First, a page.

Patricia Arquette is on a hot streak, winning the Golden Globe, Critics’ Choice and Screen Actors Guild Award for her Showtime limited series “Escape at Dannemora.” For her transformative role as prison worker Joyce “Tilly” Mitchell, Arquette is sweeping the Best Limited Series/Movie Actress categories and could very well add an Emmy to her haul. Yet, with the Primetime Emmys being held in September, Arquette will need to hold onto her positive buzz, which could be an uphill battle.
Many were surprised when Arquette won the Golden Globe over odds-on favorite Amy Adams, who had earned stellar reviews for her raw performance in HBO’s “Sharp Objects.” The pair then tied at the Critics’ Choice Awards while Arquette won solo at the SAG Awards, another prize Gold Derby predictors were expecting Adams to win. While both Adams and Arquette displayed new layers of their talent as actresses, one factor that may have made a difference is timing for “Sharp Objects” vs. “Escape at Dannemora.” “Sharp Objects” was highly buzzed about when it aired during the summer, while “Escape at Dannemora” just finished in December, making it fresh in voters’ minds.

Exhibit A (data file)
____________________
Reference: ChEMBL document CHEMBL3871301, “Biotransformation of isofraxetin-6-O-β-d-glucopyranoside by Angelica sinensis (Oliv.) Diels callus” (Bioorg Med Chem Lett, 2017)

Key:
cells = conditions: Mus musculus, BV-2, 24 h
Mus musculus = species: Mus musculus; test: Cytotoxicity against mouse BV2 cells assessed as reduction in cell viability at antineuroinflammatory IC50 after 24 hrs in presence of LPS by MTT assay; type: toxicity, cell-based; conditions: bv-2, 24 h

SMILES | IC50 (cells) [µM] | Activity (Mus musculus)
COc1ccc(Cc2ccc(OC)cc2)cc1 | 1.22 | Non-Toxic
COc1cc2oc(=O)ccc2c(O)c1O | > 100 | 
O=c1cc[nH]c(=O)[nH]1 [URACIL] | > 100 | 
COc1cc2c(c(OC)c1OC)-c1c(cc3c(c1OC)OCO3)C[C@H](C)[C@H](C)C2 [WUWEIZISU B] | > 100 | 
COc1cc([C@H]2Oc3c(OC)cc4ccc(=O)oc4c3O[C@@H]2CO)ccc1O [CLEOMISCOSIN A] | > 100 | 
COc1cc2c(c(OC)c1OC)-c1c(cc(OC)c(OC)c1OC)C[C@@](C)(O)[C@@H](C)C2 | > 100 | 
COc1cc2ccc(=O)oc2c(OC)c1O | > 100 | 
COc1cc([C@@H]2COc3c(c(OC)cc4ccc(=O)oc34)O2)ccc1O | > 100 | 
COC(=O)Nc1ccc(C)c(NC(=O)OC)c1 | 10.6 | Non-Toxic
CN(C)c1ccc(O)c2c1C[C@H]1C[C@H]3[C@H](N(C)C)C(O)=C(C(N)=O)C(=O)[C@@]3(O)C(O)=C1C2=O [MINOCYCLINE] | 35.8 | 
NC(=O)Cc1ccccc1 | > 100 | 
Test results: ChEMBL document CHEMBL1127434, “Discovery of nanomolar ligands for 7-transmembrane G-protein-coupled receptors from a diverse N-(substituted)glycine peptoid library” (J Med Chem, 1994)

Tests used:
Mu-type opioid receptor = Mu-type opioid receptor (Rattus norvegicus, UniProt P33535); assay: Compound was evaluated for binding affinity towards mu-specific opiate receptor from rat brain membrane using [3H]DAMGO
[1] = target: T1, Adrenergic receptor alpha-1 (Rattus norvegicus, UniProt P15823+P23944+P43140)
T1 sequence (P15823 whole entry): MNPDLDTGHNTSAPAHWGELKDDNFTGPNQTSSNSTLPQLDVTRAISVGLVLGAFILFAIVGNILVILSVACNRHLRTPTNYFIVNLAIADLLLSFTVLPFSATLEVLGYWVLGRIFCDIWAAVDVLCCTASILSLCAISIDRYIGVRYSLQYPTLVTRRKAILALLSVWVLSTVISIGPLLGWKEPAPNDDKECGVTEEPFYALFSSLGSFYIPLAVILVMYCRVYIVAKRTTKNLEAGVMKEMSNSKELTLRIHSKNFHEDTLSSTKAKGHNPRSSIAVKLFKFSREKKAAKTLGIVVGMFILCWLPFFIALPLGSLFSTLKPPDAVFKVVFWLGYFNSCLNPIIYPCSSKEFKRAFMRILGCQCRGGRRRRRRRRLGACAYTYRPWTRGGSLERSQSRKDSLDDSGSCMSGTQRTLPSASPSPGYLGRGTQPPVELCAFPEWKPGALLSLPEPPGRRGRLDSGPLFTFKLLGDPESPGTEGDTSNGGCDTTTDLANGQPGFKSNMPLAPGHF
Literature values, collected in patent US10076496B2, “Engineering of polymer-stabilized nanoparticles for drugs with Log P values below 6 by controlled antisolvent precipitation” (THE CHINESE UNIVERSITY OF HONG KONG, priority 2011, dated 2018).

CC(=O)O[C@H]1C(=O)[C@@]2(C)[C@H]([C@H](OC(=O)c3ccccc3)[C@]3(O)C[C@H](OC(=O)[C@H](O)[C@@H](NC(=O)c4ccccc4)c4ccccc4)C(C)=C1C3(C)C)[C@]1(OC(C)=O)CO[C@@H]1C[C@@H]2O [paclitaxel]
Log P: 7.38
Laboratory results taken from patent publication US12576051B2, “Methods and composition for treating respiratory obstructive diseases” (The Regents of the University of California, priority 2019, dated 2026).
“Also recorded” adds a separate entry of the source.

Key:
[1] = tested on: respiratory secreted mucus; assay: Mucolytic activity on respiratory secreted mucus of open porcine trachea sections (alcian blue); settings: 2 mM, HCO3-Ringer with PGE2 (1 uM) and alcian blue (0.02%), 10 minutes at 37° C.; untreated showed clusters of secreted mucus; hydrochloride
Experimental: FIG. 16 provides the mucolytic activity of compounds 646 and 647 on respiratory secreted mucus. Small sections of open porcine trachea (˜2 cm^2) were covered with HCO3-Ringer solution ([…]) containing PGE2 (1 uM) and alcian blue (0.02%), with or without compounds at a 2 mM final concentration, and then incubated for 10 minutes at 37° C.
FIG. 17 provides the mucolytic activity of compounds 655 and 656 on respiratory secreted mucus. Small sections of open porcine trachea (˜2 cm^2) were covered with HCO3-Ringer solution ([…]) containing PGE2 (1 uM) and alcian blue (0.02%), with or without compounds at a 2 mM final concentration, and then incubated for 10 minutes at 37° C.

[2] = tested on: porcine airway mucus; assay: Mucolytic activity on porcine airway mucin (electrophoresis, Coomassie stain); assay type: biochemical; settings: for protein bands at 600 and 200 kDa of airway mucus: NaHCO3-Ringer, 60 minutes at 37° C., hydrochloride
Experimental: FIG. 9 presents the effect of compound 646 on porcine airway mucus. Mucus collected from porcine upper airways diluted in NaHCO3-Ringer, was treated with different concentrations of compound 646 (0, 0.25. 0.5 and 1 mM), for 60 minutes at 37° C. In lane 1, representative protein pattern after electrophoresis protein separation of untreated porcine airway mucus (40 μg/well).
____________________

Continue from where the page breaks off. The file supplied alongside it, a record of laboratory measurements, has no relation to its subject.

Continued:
Timing is sometimes everything when it comes to the Best Limited Series/Movie Actress race at the Emmys. Since the advent of the SAG Awards in 1994, we have seen just two actresses win at the Golden Globes and SAG and then go on to win an Emmy: Halle Berry for 1999’s “Introducing Dorothy Dandridge” and Meryl Streep for 2003’s “Angels in America.”
There are a few other instances of actresses earning nominations and wins at these precursors in January and winning their Emmy many months later, including: Helen Mirren for 2006’s “Prime Suspect: The Final Act,” Jessica Lange for “American Horror Story: Coven,” which aired most of its episodes in 2013, and Frances McDormand for 2014’s “Olive Kitteridge.” Otherwise, the Limited Series/Movie Actress category is full of winners whose projects debuted in the spring and went on to win their Emmys only a few months later.
What may help Arquette get to the Emmy finish line, though, is the respect she has from her peers and the performance itself. She is already an Emmy winner for “Medium” on top of being an Oscar winner just a few years ago for “Boyhood,” and “Escape at Dannemora” shows Arquette in a way we haven’t really seen before. She gained 40 pounds to play Tilly, speaks with a thick regional accent, and is unapologetically sexual in a way that isn’t often depicted with people of her body type, as Arquette referenced in her Critics’ Choice speech. Not only that but she is playing a real person, and any avid awards watcher knows how these types of performances are valued.
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